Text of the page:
BEIJING: Remote Chinese provinces are building more data centres in deserts and isolated valleys to house powerful computers and servers, but with users scarce, many risk becoming high-tech ghost towns and digital bridges to nowhere.
Beijing is set to spend more than US$400 billion this year on high-tech infrastructure, including data centres, as part of efforts to revive an economy hobbled by the coronavirus pandemic.
But companies typically want to store and process data nearby - overwhelmingly in China's developed east - to ensure the near-instantaneous retrieval vital to stock market transactions, online gaming and video streaming.
Although delays in the data, called latency, are only a fraction of a second, they add up if a process demands multiple rounds of data retrievals and computing. The ideal location of a data centre is within 80 km of its core users, experts say.
In middle of the vast Gobi Desert, the government of Jinchang in northwestern Gansu province is installing thousands of servers.
With its mining resources exhausted, the former nickel capital of China is searching for cleaner industries to drive its economy.
Jinchang is planning up to 2 billion yuan (US$283 million) of data centre investment this year after an initial outlay of 1 billion yuan in 2017, Vice Mayor Gou Jun told Reuters.
But it has rented out just one-third of its 2,500 server racks in the first phase of the project, which started operating early this year, Gou said in a recent interview.
Only half of the computing and storage capacity of China's 74,000 data centres is utilised, analysts say.
But by region, data centres in bigger coastal cities are massively oversubscribed, according to a report by Guizhou-based Hua Chuang Securities.
Eastern data centres struggle to expand because of limits imposed by local governments leery of spikes in electricity consumption by energy-hungry computer servers.
By contrast, many provinces in underdeveloped areas, which account for 32per cent of China's server racks, are running at 26per cent of capacity while enjoying abundant solar and wind power resources.
Yet western provinces like Qinghai and Yunnan plan to invest tens of billions more yuan in data centres in the next few years.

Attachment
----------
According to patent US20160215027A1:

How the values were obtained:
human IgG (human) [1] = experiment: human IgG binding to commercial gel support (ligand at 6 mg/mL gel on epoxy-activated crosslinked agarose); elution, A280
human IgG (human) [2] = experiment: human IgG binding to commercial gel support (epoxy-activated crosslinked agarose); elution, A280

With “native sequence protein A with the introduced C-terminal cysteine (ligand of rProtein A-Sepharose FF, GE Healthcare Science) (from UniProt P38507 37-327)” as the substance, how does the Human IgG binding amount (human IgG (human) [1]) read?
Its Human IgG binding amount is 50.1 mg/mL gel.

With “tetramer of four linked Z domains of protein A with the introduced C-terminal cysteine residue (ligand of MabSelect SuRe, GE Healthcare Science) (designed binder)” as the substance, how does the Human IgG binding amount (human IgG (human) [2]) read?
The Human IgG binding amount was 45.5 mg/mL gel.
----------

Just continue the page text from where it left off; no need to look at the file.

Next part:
Tibet is planning a 11.8 billion yuan data centre. Xinjiang is eyeing mega data centre clusters with a total of 200,000 server racks by the end of this year.
Data centres could help drive local government revenues in China's underdeveloped hinterlands. But underperforming assets could risk worsening weak credit profiles, already burdened by state-owned enterprise borrowing.
"There are many non-performing projects in lower-tier cities built on fake market demand in the last investment spree, and some local governments just use them as a way to access central government funding," said Qu Haifeng of the China Data Centre Committee, an industry association.
The governments of Qinghai, Yunnan, Tibet and Xinjiang did not respond to Reuters requests for comment.
Information technology infrastructure investment by data centre operators may reach 416.7 billion yuan (US$59 billion) this year, according to an estimate from CCID Consulting, a state-backed IT consultancy.
But analysts say local governments need to consider how they can make money on their data centres and not add more unused capacity.
"It's not a smart investment for some localities," said Yang Zhiyong, an analyst at CCID Consulting. "Idled facilities mean little rental income for the government, amid high operational and maintenance costs."
China's industry ministry and the state economic planning agency did not respond to Reuters requests for comment.
Far-flung data centres also mean hassles in upgrading and maintaining hardware.
"People don't want to come to our place due to unfavourable weather and inconvenient transportation," Jinchang's vice mayor said. "The lack of professionals is a big issue we face."
CCID Consulting's Yang said remote provinces could focus more on data centres that store "cold data", such as archived images, and process less time-sensitive tasks, such as animation rendering, software testing and industrial simulation.
"If some local authorities invest on impulse without thinking carefully of how to make a profit, (the project) could be a snare," Yang said.
(US$1 = 7.0636 Chinese yuan renminbi)
(Reporting by Lusha Zhang and Ryan Woo. Editing by Gerry Doyle)